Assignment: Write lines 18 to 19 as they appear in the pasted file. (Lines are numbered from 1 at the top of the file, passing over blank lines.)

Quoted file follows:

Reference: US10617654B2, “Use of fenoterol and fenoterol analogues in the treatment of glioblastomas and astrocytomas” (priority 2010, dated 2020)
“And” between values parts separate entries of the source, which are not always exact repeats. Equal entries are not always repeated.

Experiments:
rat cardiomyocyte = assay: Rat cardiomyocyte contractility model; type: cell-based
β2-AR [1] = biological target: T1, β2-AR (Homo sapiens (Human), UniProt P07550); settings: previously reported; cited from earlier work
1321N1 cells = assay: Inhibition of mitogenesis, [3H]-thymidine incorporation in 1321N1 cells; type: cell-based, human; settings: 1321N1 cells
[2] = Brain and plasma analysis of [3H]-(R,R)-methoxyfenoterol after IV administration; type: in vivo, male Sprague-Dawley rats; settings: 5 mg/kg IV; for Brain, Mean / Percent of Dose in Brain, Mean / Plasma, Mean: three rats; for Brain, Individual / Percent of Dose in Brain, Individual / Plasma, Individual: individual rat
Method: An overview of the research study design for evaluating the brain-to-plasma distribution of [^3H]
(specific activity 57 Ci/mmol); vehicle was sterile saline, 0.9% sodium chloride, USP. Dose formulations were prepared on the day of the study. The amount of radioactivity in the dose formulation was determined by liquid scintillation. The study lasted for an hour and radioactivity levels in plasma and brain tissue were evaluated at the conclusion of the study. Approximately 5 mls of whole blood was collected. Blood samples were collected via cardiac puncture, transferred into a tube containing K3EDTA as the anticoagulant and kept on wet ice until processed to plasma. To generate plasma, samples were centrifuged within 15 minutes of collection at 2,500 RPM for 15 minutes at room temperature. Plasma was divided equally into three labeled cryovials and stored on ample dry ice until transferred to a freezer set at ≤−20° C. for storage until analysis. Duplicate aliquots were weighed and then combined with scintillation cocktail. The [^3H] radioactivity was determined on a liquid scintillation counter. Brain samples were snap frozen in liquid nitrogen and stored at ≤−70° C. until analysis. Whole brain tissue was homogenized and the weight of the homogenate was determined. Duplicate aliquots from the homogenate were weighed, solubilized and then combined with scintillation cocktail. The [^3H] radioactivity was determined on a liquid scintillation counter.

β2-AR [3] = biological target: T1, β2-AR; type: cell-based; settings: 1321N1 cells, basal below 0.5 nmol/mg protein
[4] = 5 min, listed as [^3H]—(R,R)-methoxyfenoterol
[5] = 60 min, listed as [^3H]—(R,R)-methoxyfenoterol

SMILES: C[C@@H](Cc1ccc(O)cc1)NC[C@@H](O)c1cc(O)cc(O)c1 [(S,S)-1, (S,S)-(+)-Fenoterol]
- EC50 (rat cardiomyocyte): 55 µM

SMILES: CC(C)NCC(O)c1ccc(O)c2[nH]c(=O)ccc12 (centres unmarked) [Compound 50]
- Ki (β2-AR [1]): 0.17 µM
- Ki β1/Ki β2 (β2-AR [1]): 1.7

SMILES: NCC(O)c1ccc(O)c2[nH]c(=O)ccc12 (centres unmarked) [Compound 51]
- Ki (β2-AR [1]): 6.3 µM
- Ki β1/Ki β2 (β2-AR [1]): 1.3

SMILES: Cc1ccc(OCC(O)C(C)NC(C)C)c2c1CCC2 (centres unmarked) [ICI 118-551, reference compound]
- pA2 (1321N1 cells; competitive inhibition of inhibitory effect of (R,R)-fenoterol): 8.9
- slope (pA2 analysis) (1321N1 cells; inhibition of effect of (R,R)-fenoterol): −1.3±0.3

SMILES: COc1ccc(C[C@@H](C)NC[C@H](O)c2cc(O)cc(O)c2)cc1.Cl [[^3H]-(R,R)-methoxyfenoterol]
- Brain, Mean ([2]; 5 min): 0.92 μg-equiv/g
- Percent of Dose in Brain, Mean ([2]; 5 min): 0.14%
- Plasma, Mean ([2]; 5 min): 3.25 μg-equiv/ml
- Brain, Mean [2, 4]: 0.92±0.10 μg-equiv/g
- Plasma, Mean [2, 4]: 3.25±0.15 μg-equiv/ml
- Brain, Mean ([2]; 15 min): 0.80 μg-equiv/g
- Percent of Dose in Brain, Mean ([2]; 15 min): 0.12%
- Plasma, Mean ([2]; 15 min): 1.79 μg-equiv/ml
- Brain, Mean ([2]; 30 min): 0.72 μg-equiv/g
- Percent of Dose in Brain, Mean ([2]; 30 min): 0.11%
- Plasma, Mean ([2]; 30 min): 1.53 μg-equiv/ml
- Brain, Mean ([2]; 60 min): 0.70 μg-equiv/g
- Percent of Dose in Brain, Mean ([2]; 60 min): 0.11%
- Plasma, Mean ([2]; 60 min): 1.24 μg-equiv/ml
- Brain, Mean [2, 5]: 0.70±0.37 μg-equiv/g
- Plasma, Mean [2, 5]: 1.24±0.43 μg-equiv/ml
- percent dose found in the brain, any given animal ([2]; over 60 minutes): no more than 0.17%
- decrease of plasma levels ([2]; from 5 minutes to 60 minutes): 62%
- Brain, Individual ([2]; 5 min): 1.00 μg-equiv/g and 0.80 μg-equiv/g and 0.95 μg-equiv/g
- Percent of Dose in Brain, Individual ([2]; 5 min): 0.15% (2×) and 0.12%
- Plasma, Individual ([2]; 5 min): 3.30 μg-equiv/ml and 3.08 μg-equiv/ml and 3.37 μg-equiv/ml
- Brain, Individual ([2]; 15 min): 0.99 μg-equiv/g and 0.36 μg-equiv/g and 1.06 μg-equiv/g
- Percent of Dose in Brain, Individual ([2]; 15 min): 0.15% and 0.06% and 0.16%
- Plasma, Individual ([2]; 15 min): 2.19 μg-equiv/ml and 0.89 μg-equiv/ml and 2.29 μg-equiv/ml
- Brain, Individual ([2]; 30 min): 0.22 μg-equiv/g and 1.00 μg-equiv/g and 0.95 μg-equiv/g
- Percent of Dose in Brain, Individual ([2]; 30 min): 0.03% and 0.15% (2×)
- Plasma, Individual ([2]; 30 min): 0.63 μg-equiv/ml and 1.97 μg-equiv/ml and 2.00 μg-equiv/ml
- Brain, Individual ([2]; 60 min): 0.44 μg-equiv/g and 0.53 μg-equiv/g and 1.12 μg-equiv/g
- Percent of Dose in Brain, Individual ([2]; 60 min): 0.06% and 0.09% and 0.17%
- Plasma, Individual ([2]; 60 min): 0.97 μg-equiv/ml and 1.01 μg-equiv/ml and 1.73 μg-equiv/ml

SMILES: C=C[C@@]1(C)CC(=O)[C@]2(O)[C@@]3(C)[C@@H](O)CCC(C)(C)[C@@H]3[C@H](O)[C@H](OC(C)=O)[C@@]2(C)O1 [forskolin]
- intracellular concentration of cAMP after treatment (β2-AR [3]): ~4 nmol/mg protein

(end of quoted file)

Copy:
SMILES: NCC(O)c1ccc(O)c2[nH]c(=O)ccc12 (centres unmarked) [Compound 51]
- Ki (β2-AR [1]): 6.3 µM